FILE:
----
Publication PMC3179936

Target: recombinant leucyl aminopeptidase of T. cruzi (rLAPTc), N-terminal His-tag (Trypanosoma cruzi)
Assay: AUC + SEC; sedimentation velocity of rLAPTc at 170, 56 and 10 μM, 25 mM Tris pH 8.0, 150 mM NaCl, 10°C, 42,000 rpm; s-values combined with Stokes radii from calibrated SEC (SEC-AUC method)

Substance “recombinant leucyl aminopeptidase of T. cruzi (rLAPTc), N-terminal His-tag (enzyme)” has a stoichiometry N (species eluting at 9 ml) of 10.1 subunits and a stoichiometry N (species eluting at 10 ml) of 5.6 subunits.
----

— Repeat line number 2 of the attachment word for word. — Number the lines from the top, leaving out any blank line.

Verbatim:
Target: recombinant leucyl aminopeptidase of T. cruzi (rLAPTc), N-terminal His-tag (Trypanosoma cruzi)